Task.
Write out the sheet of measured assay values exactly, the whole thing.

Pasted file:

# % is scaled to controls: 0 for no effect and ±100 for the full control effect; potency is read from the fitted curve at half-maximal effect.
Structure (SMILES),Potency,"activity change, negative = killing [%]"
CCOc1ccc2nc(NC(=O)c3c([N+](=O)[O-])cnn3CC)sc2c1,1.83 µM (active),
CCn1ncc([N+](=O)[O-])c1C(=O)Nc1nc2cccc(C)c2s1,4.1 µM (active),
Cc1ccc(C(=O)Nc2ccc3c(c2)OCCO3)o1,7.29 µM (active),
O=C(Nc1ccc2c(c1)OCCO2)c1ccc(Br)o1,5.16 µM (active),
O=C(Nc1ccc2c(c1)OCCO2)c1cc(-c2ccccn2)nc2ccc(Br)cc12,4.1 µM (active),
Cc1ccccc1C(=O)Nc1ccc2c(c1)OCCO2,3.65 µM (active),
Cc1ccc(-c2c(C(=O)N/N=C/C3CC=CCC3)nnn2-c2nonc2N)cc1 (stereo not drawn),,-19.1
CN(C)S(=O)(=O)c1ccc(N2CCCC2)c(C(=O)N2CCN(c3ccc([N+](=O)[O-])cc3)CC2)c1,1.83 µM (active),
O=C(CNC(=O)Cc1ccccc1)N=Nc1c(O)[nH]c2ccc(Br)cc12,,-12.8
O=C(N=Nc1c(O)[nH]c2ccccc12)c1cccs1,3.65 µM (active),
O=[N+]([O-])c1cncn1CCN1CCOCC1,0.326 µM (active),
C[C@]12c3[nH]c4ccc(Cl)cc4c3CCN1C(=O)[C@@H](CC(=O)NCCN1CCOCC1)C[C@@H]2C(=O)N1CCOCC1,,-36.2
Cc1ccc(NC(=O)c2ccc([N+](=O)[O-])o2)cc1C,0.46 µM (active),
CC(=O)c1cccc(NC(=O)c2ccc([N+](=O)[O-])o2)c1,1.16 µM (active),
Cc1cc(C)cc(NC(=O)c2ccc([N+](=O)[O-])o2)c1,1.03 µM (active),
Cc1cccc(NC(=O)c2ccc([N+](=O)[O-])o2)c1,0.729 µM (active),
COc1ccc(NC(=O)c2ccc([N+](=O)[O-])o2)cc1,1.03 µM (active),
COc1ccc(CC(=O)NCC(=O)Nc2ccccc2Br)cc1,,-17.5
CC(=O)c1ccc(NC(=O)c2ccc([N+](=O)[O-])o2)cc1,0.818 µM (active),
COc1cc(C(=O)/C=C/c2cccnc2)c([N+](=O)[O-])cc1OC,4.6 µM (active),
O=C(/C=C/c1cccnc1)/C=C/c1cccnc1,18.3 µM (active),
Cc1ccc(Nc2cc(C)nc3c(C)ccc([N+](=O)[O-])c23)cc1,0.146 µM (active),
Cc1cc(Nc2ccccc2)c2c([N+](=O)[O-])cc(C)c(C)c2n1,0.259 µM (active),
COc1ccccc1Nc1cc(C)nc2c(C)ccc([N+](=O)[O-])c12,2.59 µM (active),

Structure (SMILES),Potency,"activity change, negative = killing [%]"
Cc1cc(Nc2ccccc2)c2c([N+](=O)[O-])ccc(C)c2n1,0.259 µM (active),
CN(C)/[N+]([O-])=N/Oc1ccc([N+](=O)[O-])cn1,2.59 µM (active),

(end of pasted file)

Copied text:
# % is scaled to controls: 0 for no effect and ±100 for the full control effect; potency is read from the fitted curve at half-maximal effect.
Structure (SMILES),Potency,"activity change, negative = killing [%]"
CCOc1ccc2nc(NC(=O)c3c([N+](=O)[O-])cnn3CC)sc2c1,1.83 µM (active),
CCn1ncc([N+](=O)[O-])c1C(=O)Nc1nc2cccc(C)c2s1,4.1 µM (active),
Cc1ccc(C(=O)Nc2ccc3c(c2)OCCO3)o1,7.29 µM (active),
O=C(Nc1ccc2c(c1)OCCO2)c1ccc(Br)o1,5.16 µM (active),
O=C(Nc1ccc2c(c1)OCCO2)c1cc(-c2ccccn2)nc2ccc(Br)cc12,4.1 µM (active),
Cc1ccccc1C(=O)Nc1ccc2c(c1)OCCO2,3.65 µM (active),
Cc1ccc(-c2c(C(=O)N/N=C/C3CC=CCC3)nnn2-c2nonc2N)cc1 (stereo not drawn),,-19.1
CN(C)S(=O)(=O)c1ccc(N2CCCC2)c(C(=O)N2CCN(c3ccc([N+](=O)[O-])cc3)CC2)c1,1.83 µM (active),
O=C(CNC(=O)Cc1ccccc1)N=Nc1c(O)[nH]c2ccc(Br)cc12,,-12.8
O=C(N=Nc1c(O)[nH]c2ccccc12)c1cccs1,3.65 µM (active),
O=[N+]([O-])c1cncn1CCN1CCOCC1,0.326 µM (active),
C[C@]12c3[nH]c4ccc(Cl)cc4c3CCN1C(=O)[C@@H](CC(=O)NCCN1CCOCC1)C[C@@H]2C(=O)N1CCOCC1,,-36.2
Cc1ccc(NC(=O)c2ccc([N+](=O)[O-])o2)cc1C,0.46 µM (active),
CC(=O)c1cccc(NC(=O)c2ccc([N+](=O)[O-])o2)c1,1.16 µM (active),
Cc1cc(C)cc(NC(=O)c2ccc([N+](=O)[O-])o2)c1,1.03 µM (active),
Cc1cccc(NC(=O)c2ccc([N+](=O)[O-])o2)c1,0.729 µM (active),
COc1ccc(NC(=O)c2ccc([N+](=O)[O-])o2)cc1,1.03 µM (active),
COc1ccc(CC(=O)NCC(=O)Nc2ccccc2Br)cc1,,-17.5
CC(=O)c1ccc(NC(=O)c2ccc([N+](=O)[O-])o2)cc1,0.818 µM (active),
COc1cc(C(=O)/C=C/c2cccnc2)c([N+](=O)[O-])cc1OC,4.6 µM (active),
O=C(/C=C/c1cccnc1)/C=C/c1cccnc1,18.3 µM (active),
Cc1ccc(Nc2cc(C)nc3c(C)ccc([N+](=O)[O-])c23)cc1,0.146 µM (active),
Cc1cc(Nc2ccccc2)c2c([N+](=O)[O-])cc(C)c(C)c2n1,0.259 µM (active),
COc1ccccc1Nc1cc(C)nc2c(C)ccc([N+](=O)[O-])c12,2.59 µM (active),

Structure (SMILES),Potency,"activity change, negative = killing [%]"
Cc1cc(Nc2ccccc2)c2c([N+](=O)[O-])ccc(C)c2n1,0.259 µM (active),
CN(C)/[N+]([O-])=N/Oc1ccc([N+](=O)[O-])cn1,2.59 µM (active),